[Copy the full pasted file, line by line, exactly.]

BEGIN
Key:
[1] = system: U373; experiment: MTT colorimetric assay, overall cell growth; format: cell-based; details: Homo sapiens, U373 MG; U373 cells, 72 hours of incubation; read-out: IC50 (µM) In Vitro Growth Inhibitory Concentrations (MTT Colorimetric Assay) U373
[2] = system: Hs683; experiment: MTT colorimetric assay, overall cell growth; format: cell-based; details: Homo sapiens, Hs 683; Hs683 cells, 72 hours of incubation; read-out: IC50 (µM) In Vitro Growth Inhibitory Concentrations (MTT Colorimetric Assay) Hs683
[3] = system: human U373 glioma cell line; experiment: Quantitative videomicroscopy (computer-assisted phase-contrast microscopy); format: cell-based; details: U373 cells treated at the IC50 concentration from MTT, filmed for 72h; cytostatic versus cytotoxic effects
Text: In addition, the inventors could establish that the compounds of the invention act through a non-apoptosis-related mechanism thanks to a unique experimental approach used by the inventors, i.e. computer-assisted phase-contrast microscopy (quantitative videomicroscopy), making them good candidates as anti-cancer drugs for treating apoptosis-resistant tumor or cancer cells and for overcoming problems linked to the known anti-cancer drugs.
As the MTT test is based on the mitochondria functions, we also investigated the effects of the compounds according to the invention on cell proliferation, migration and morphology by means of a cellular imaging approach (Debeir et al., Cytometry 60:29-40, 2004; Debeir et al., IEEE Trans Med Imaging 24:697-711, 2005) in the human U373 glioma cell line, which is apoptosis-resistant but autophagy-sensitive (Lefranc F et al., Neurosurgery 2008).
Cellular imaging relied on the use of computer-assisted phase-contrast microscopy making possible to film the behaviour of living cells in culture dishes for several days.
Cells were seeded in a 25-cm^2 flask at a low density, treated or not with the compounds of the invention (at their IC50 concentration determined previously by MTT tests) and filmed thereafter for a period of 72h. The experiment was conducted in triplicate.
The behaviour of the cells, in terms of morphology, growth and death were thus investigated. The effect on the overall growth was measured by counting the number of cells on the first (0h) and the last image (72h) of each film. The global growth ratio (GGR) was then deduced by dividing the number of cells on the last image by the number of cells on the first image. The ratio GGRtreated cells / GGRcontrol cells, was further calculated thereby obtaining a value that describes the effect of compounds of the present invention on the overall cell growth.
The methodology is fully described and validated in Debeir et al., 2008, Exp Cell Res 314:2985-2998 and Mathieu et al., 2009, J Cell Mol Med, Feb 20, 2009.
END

Key:
[1] = system: U373; experiment: MTT colorimetric assay, overall cell growth; format: cell-based; details: Homo sapiens, U373 MG; U373 cells, 72 hours of incubation; read-out: IC50 (µM) In Vitro Growth Inhibitory Concentrations (MTT Colorimetric Assay) U373
[2] = system: Hs683; experiment: MTT colorimetric assay, overall cell growth; format: cell-based; details: Homo sapiens, Hs 683; Hs683 cells, 72 hours of incubation; read-out: IC50 (µM) In Vitro Growth Inhibitory Concentrations (MTT Colorimetric Assay) Hs683
[3] = system: human U373 glioma cell line; experiment: Quantitative videomicroscopy (computer-assisted phase-contrast microscopy); format: cell-based; details: U373 cells treated at the IC50 concentration from MTT, filmed for 72h; cytostatic versus cytotoxic effects
Text: In addition, the inventors could establish that the compounds of the invention act through a non-apoptosis-related mechanism thanks to a unique experimental approach used by the inventors, i.e. computer-assisted phase-contrast microscopy (quantitative videomicroscopy), making them good candidates as anti-cancer drugs for treating apoptosis-resistant tumor or cancer cells and for overcoming problems linked to the known anti-cancer drugs.
As the MTT test is based on the mitochondria functions, we also investigated the effects of the compounds according to the invention on cell proliferation, migration and morphology by means of a cellular imaging approach (Debeir et al., Cytometry 60:29-40, 2004; Debeir et al., IEEE Trans Med Imaging 24:697-711, 2005) in the human U373 glioma cell line, which is apoptosis-resistant but autophagy-sensitive (Lefranc F et al., Neurosurgery 2008).
Cellular imaging relied on the use of computer-assisted phase-contrast microscopy making possible to film the behaviour of living cells in culture dishes for several days.
Cells were seeded in a 25-cm^2 flask at a low density, treated or not with the compounds of the invention (at their IC50 concentration determined previously by MTT tests) and filmed thereafter for a period of 72h. The experiment was conducted in triplicate.
The behaviour of the cells, in terms of morphology, growth and death were thus investigated. The effect on the overall growth was measured by counting the number of cells on the first (0h) and the last image (72h) of each film. The global growth ratio (GGR) was then deduced by dividing the number of cells on the last image by the number of cells on the first image. The ratio GGRtreated cells / GGRcontrol cells, was further calculated thereby obtaining a value that describes the effect of compounds of the present invention on the overall cell growth.
The methodology is fully described and validated in Debeir et al., 2008, Exp Cell Res 314:2985-2998 and Mathieu et al., 2009, J Cell Mol Med, Feb 20, 2009.